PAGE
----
A pale greyish green plate is topped with sliced salmon and green leaves

Orasay, London W1: restaurant review

Try sweet shell-on prawns, dainty but flavour-packed clams and posh rice pudding in Jackson Boxer’s new Notting Hill venture

Looking for restaurants in Notting Hill? Read our review of Orasay, and check out more suggestions for eating in Notting Hill here.

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Orasay in a nutshell

Modern, cool cooking in a posh end of town, with big flavours and the best British produce, particularly Scottish shellfish, from one of London’s most talked-about chefs.


Who’s cooking?

Chef-patron Jackson Boxer, who’s best known for St Leonards, his restaurant with Andrew Clarke (who has an interest here, too) and Brunswick House. The name of the restaurant, and menu, is inspired by family holidays in the Hebrides.

Jackson Boxer is wearing a grey tshirt and a denim apron. He is stood at the pass in the kitchen with a smile on his face
Chef-patron Jackson Boxer (who’s best known for St Leonards) is at the kitchen’s helm

What’s the vibe?

Perhaps not what you’d expect for the neighbourhood. Stripped-back 70s springs to mind with its comfy burnt-orange banquettes, rattan-panelled chairs, clothless, minimalist wooden tables, exposed brick and concrete, and flickering candlelight. We visit Monday night, only a few weeks in, and it’s buzzing.

A large open room is filled with wooden tables and wicker chairs. There is a splash of orange in the cushions, and striking dark blue canvases on the wall. There is a table with flickering candles on in the side of the image
Stripped-back 70s springs to mind with its comfy burnt-orange banquettes, rattan-panelled chairs, clothless, minimalist wooden tables

What’s the food like?

Any meal that starts with little fried shrimp, dusted in celery salt, that you’re encouraged to eat whole – head, shell and all – has got to be good. And it was, right through to the posh rice pudding at the end, hiding sweet and sour, Pink Panther-hued stewed rhubarb, fired up with ginger, and topped with a crisp brandy snap.

If you can resist not filling up on snacks such as fried bread with spring anchovies, or house bread with whey butter, pick from a selection of small plates to start. (Particularly those inspired by Jackson’s childhood Scottish jaunts.) Dainty Barra surf clams come grilled with a sticky, umami-rich XO sauce and a fresh, zingy ginger relish on top. A sweet Isle of Mull diver scallop meets its earthy match with creamy puréed celeriac, nutty browned butter and caramelised cubes of shiitake mushrooms.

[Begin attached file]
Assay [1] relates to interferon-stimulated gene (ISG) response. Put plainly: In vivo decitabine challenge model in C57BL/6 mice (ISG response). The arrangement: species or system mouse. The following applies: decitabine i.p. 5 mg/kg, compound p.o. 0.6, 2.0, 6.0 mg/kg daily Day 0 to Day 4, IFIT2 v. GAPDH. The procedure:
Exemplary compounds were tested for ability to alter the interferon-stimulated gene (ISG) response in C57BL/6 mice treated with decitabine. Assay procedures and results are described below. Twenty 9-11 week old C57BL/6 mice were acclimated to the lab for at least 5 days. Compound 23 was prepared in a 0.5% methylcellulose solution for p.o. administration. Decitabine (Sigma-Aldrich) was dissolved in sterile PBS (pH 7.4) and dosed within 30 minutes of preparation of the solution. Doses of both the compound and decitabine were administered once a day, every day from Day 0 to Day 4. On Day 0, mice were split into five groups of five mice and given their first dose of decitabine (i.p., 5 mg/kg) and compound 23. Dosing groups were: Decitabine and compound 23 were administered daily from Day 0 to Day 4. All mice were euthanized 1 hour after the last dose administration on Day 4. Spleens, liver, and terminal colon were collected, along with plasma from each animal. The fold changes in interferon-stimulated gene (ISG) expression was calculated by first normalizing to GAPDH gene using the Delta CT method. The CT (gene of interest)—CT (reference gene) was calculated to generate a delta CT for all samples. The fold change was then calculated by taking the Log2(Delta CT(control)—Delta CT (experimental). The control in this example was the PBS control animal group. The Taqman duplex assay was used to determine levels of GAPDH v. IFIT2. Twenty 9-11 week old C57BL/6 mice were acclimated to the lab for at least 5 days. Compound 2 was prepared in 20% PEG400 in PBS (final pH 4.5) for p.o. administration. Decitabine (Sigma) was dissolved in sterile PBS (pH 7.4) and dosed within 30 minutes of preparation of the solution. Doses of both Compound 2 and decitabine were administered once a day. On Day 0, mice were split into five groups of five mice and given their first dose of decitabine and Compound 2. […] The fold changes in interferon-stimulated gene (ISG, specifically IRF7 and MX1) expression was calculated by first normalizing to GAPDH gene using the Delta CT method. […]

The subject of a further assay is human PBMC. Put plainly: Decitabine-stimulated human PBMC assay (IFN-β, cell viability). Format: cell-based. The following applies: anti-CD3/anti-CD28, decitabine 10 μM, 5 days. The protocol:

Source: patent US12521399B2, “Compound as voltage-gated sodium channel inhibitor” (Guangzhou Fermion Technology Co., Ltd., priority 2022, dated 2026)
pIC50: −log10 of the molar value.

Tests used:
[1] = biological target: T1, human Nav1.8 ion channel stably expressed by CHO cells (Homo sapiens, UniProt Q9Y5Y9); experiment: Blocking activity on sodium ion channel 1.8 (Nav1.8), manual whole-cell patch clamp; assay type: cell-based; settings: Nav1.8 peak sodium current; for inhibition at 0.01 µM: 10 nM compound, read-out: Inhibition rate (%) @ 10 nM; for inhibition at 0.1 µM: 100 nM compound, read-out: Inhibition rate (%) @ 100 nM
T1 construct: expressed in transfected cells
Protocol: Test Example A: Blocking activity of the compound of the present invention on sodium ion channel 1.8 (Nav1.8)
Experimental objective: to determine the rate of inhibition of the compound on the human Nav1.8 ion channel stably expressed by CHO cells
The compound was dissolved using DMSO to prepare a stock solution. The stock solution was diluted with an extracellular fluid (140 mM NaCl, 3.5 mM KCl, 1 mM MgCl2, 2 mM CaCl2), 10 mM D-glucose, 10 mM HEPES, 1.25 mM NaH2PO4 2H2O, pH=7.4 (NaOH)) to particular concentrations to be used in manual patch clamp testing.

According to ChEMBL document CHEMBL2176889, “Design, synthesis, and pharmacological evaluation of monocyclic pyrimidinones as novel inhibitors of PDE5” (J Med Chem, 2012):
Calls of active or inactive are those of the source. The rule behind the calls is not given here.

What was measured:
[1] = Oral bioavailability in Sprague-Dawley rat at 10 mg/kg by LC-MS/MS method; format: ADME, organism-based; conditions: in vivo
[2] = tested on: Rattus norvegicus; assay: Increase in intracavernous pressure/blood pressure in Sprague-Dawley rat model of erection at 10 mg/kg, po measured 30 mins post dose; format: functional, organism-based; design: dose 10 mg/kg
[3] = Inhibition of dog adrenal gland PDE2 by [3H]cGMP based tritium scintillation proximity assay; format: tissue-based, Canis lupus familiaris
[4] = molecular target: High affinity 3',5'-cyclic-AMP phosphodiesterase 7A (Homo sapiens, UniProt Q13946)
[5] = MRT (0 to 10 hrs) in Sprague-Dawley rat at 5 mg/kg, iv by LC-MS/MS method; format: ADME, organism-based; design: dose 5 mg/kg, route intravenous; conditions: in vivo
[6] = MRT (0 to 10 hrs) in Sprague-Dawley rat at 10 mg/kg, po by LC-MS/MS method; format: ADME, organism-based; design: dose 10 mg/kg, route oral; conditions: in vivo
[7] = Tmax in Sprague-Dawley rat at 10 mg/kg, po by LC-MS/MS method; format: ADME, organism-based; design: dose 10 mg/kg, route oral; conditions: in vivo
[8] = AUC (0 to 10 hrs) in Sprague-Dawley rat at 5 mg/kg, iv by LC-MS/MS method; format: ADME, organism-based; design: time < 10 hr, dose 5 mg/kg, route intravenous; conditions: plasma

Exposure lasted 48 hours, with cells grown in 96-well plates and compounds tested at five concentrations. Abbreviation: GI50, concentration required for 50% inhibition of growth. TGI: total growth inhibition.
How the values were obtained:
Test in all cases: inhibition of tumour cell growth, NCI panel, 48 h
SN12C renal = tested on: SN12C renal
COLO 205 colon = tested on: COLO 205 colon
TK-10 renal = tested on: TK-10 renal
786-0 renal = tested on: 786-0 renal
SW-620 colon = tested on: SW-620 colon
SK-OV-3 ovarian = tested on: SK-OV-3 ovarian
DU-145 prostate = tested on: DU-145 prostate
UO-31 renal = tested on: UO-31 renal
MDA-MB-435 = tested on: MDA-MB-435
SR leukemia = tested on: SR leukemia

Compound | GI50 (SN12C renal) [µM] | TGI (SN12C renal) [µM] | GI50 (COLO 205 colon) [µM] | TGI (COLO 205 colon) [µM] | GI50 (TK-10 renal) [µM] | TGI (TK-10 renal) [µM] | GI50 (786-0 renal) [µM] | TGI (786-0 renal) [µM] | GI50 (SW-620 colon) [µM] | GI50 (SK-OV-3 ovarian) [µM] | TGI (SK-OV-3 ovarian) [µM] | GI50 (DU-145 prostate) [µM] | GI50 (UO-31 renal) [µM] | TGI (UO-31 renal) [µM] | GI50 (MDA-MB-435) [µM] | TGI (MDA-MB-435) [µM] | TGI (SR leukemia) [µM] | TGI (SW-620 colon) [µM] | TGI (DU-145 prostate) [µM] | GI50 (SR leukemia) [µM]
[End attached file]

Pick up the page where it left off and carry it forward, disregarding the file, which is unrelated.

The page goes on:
A beige plate is topped with a scallop shell. In the shell sits Isle of Mull scallop with pureed celeriac and cubes of shiitake mushrooms
A sweet Isle of Mull diver scallop meets its earthy match with creamy puréed celeriac, nutty browned butter and caramelised cubes of shiitake mushrooms

Bigger, main-sized plates are still ripe for sharing, such as the Tamworth chop, its creamy sweet fat crisp and caramelised, the meat daringly pink and juicy. It would be special enough on its own, but it’s even better with its bed of stewed white beans (still with just a bit of bite – that’s proper cooking in action, folks), mellow garlic, a tickle of chilli, sweet shallots and bitter green turnip tops. Another plate of roasted brill fillet – skin crisp, fish milky and meaty all at once – was equally well partnered up with soft, buttery strands of leeks, cockles lolling around in their shells, and a sunshine-yellow pool of aïoli.

A white oval shaped plate is topped with stewed white beans with bitter greens and slices of Tamworth pork chop
Tamworth chop, its creamy sweet fat crisp and caramelised, the meat daringly pink and juicy

And the drinks?

Fresh and lively wines come by the tap here, as well as in bottles – look out for South African sauvignons, Burgundy chardonnays and young gamay from Beaujolais. It’s worth trying the drink specials, too – a non-alcoholic ginger kefir is a great palate cleanser to kick things off.


olive tip

Get chatting to the charming and knowledgeable staff – they’re exemplary in their hosting skills, understanding, with passionate detail, each and every dish and drink available on the menu.


Orasay, 31 Kensington Park Road, Notting Hill, London W11 2EU

Words by Laura Rowe

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Photos by Stuart Ovenden